Trans­port and the bud­get

The Fi­nance Min­is­ter is ap­par­ently de­lighted that, dur­ing the past year, over 40 mil­lion pas­sen­gers made use of pub­lic trans­port. While this rep­re­sents a seven per cent in­crease on the pre­vi­ous year, it could have been much more had the gov­ern­ment not was

Malta Independent - - DEBATE & ANALYSIS -

An ar­chi­tect and civil en­gi­neer, the au­thor is deputy chair­man of Al­ter­nat­tiva Demokratika – The Green Party in Malta. ca­co­par­do­carm@gmail.com, www.carmel­ca­co­pardo.word­press.com

When the road net­work is im­proved, traf­fic con­ges­tion eases tem­po­rar­ily and, as a re­sult, more cars take to the roads. This in turn leads to more traf­fic con­ges­tion – a di­rect re­sult of gov­ern­ment in­vest­ment. Trans­port pol­icy-mak­ers have yet to re­alise that rather than im­prove the road net­work, they should in­crease ex­po­nen­tially ini­tia­tives to re­duce the num­ber of cars on our roads. It is in this area that ma­jor in­vest­ment is re­quired.

The gov­ern­ment has de­cided to make a slow start in this area by an­nounc­ing two ini­tia­tives to en­cour­age group trans­port in re­la­tion to work­ing places. The pri­vate sec­tor is be­ing en­cour­aged to pro­vide this through tax cred­its, whilst gov­ern­ment en­ti­ties em­ploy­ing more than 50 peo­ple have been in­structed to pre­pare a sus­tain­able trans­port plan. This is a be­lated slow start to ad­dress­ing traf­fic con­ges­tion, which is re­lated to peo­ple go­ing to work us­ing their own trans­port. The gov­ern­ment has opted to use the car­rot rather than the stick. Most prob­a­bly, in the long term there is both the room and the need to use both.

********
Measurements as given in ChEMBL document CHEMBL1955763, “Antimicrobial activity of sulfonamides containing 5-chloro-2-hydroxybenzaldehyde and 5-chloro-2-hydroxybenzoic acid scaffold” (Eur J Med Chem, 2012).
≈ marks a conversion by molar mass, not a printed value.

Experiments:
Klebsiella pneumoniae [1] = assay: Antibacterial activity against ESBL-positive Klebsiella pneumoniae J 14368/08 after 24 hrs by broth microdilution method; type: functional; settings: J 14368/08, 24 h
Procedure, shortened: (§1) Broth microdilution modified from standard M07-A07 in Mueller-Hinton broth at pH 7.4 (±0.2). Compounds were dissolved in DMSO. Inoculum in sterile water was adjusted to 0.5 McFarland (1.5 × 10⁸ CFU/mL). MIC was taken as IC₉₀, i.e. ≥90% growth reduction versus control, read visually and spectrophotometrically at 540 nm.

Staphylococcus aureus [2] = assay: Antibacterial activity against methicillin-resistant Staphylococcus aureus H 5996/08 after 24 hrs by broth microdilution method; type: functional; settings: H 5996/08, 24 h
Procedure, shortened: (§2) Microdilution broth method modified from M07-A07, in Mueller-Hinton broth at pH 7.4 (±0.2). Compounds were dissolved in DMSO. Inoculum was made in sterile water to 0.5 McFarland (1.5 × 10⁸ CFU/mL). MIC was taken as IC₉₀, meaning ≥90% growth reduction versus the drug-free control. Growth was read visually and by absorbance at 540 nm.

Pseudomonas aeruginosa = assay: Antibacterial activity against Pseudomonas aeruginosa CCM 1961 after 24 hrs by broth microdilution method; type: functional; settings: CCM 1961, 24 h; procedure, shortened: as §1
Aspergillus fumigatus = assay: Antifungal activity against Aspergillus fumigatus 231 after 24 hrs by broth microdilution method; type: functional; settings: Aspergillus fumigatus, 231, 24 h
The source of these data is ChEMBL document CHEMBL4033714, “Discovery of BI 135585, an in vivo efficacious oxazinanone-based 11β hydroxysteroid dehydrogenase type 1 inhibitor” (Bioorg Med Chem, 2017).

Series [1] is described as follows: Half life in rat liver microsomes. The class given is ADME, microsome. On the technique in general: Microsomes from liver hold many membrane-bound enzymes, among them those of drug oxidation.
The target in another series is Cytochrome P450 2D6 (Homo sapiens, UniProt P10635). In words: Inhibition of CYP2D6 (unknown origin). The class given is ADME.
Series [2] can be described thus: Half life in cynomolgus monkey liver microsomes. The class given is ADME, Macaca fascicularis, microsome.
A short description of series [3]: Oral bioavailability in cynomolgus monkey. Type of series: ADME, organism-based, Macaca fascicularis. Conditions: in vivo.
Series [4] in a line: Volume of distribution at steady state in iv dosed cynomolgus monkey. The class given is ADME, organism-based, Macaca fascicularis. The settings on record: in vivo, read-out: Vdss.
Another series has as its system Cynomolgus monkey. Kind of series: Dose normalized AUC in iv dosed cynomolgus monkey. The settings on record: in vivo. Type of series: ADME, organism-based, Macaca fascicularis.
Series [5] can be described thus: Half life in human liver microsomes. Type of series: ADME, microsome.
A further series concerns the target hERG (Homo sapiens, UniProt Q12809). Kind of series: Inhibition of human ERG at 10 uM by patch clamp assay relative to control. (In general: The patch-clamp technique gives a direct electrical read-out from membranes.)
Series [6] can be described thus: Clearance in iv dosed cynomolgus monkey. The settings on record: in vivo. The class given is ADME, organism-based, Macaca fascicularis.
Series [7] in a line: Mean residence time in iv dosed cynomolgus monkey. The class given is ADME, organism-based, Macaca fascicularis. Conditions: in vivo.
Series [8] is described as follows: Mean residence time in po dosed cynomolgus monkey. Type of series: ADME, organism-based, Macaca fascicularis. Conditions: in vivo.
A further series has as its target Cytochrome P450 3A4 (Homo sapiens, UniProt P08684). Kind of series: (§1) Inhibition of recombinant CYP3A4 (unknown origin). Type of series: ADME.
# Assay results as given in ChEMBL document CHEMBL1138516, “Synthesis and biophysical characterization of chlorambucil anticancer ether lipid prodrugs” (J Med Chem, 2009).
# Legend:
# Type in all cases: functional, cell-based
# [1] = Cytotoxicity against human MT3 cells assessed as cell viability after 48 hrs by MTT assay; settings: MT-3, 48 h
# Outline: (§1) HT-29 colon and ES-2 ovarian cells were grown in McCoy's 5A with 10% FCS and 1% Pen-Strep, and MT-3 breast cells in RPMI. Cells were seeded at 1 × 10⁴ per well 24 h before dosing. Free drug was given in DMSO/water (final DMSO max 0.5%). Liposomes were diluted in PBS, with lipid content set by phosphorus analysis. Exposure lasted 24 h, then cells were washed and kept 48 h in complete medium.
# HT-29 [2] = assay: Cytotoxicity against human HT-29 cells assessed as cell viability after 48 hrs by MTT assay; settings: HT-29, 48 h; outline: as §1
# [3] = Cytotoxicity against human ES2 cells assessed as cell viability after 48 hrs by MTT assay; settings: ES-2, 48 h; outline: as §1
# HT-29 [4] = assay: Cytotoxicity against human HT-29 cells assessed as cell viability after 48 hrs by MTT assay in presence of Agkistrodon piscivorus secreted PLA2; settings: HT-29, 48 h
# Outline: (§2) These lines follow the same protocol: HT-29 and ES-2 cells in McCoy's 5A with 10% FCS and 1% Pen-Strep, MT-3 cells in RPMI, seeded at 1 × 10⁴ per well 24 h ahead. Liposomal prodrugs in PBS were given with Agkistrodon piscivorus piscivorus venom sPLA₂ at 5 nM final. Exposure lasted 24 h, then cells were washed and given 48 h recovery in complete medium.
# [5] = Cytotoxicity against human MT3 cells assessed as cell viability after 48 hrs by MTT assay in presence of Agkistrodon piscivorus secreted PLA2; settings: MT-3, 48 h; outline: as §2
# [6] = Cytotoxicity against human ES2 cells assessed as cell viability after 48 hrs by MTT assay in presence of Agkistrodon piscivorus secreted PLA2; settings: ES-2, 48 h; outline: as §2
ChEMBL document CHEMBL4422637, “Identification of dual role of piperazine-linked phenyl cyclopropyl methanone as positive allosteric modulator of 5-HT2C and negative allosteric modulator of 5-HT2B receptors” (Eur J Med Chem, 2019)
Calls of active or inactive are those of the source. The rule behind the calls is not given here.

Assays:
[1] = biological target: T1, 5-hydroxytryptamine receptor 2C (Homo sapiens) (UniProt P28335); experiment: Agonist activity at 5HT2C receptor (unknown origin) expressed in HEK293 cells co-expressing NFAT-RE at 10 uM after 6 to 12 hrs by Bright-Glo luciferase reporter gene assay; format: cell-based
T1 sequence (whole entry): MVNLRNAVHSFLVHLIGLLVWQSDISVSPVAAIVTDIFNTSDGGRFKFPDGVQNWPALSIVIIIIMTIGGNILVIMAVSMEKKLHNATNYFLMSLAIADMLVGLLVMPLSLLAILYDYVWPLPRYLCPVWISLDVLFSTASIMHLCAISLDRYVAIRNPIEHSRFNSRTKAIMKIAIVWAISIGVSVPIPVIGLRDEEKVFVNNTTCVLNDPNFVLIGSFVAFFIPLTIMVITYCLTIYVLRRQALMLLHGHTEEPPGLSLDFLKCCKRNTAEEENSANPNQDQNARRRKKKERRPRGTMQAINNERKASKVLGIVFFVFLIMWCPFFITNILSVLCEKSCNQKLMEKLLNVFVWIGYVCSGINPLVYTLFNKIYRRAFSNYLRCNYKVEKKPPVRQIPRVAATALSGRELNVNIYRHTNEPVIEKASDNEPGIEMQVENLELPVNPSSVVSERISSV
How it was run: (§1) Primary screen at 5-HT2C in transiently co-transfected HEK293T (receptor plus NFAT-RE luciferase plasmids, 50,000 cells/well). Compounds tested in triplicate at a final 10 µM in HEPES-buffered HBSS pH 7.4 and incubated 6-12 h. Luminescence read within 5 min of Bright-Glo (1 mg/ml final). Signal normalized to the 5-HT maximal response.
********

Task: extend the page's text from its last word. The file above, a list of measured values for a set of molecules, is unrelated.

A to­ken in­cen­tive of free pub­lic trans­port for five thou­sand 18-year-olds who will reach that age in 2017 will do no harm. It could, how­ever, have been pre­sented in a more in­no­va­tive man­ner – link­ing a longer pe­riod of free pub­lic trans­port with bi­cy­cle in­cen­tives as well as an un­der­tak­ing from re­cip­i­ents not to seek a driv­ing li­cence for at least 10 years. Now that would be an in­vest­ment which would re­duce the num­ber of cars on the road in the long term!

All ini­tia­tives that seek to en­cour­age the use of pub­lic trans­port are worth a try, as they are a step in the right di­rec­tion. It is, how­ever, nec­es­sary that more in­vest­ment in al­ter­na­tive and sus­tain­able means of trans­port is forth­com­ing, pri­mar­ily in set­ting up the re­quired ba­sic in­fra­struc­ture. For ex­am­ple, the in­fra­struc­ture re­quired to en­cour­age bi­cy­cle use is prac­ti­cally non-ex­is­tent. This needs to be ad­dressed ad­e­quately. A first step would be the sus­tain­able trans­port plans that the Fi­nance Min­is­ter is ex­pect­ing from gov­ern­ment en­ti­ties dur­ing 2017. I would ex­pect that, in 12 months time, these plans will start be­ing im­ple­mented be­cause gov­ern­ment en­ti­ties should be the first to set an ex­am­ple.

Most of our lo­cal­i­ties are a stone’s throw away from each other and this should make it much eas­ier to en­cour­age a re­duc­tion in de­pen­dence on the pri­vately-owned car. Ini­tia­tives can also be taken at a lo­cal level and be­tween neigh­bour­ing lo­cal­i­ties. In such in­stances, it can be much eas­ier to en­cour­age the use of bi­cy­cles. This would re­quire streets where ac­cess to cars is pro­hib­ited, such ac­cess be­ing re­served for bi­cy­cle users. In such in­stances school chil­dren, un­der su­per­vi­sion, could be en­cour­aged to go to school on bi­cy­cles, us­ing bi­cy­cle­friendly streets.

Ini­tia­tives at a lo­cal level add up over time and slowly con­trib­ute to the for­ma­tion of a bi­cy­cle-friendly so­ci­ety. Even in mat­ters of trans­port, na­tional prob­lems can be re­solved at the town and vil­lage level, even­tu­ally lead­ing to a so­lu­tion at na­tional level. This is a prac­ti­cal way of ap­ply­ing the en­vi­ron­men­tal maxim “think global, act lo­cal”.

The prob­lem of traf­fic con­ges­tion will not be re­solved by the con­struc­tion of a new gen­er­a­tion of fly­overs but by equip­ping our young gen­er­a­tions to chal­lenge the sta­tus quo.

It can be done.

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